This is still mostly about sports writing and editing, and I've returned the name to the original to reflect that, but I reserve the right to stray from the main topic now and then.
This is how I'd approach it. Not much to add right here.
"And giving them eight columns of information they can find in 500 other places makes no sense."Most dim, bitter sportswriters today are about exactly that. They simply put in the same one year of experience 20-25 times.For example, the Pantagraph gave us the recent column about how Opening Day for baseball and the NCAA title game blend into the GREATEST SPORTS DAY EVER.I don't dispute the point, but how many times has that been written? Thousands? Hundreds of thousands? Why write it again?The answer, of course, is laziness.
Those theme stories over and over again, every year, are indeed tiresome.And I'm really starting to crusade, in our shop, against stories about athletes dedicating seasons to their recently deceased moms or dads or best friends from the old neighborhood. My local paper does those all the time, and they really need to get away from that formula.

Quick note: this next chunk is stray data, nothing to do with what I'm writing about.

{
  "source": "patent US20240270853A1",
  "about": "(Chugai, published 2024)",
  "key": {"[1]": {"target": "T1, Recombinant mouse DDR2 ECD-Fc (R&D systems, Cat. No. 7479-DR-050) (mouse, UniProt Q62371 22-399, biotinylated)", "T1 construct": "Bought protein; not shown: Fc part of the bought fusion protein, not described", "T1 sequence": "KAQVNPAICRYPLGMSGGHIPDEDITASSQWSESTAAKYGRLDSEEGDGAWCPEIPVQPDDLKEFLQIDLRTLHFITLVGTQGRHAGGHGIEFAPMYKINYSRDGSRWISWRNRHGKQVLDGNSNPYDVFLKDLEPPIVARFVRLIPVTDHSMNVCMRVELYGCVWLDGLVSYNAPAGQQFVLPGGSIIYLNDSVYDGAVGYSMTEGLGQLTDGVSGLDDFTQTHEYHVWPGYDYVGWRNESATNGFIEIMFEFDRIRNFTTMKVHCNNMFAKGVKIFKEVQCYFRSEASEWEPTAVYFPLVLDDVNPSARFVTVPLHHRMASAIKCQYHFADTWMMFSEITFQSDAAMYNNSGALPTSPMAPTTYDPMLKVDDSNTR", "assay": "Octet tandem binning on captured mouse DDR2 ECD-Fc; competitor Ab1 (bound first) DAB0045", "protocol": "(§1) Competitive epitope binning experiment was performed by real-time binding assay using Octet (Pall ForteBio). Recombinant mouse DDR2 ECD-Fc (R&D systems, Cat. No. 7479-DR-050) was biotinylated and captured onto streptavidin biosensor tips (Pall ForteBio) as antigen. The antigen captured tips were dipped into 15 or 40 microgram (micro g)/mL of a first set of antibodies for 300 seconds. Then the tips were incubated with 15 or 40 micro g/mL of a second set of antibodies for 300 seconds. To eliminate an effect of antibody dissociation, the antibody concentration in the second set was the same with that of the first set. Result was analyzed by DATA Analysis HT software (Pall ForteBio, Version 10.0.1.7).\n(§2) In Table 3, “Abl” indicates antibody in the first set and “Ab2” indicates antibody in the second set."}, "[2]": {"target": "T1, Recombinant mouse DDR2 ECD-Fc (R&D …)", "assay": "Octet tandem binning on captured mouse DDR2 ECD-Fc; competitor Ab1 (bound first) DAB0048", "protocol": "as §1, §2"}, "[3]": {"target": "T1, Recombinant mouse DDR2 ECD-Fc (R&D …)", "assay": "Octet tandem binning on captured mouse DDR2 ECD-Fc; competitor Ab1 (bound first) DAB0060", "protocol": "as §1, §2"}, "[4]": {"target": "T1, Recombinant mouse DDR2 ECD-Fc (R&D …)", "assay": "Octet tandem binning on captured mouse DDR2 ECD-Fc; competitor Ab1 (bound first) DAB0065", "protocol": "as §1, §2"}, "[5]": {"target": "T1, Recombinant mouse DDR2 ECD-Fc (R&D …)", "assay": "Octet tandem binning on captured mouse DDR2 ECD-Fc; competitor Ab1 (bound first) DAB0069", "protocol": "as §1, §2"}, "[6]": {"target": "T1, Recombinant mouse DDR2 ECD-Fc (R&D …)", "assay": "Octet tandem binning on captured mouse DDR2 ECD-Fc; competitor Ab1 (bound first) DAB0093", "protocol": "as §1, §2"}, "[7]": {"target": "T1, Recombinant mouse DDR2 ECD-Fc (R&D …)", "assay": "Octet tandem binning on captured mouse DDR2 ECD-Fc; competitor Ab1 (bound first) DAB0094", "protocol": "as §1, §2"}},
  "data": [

We agree on something. First time ever.
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By the way, you sound completely clueless when you reply to the Indy Star's juvenile illustration with the old, tired claim of: "Newspapers lost their guts when they banned booze and cigarettes."Completely. F-ing. Clueless.The problems, of course, originated when designers were allowed to claim the jobs were too hard and that their way was better. Ever since then, circulation and credibility have plummeted.The solution, of course, is to fire a lot of editors. Then make the point that starting right this second, things will be completely different. Anyone who is unable and/or unwilling to generate and process content above all else can either quit or be fired.No pages would ever again be submitted for pointless SND contests. Reading an SND manual while on the clock would be a firing offense.
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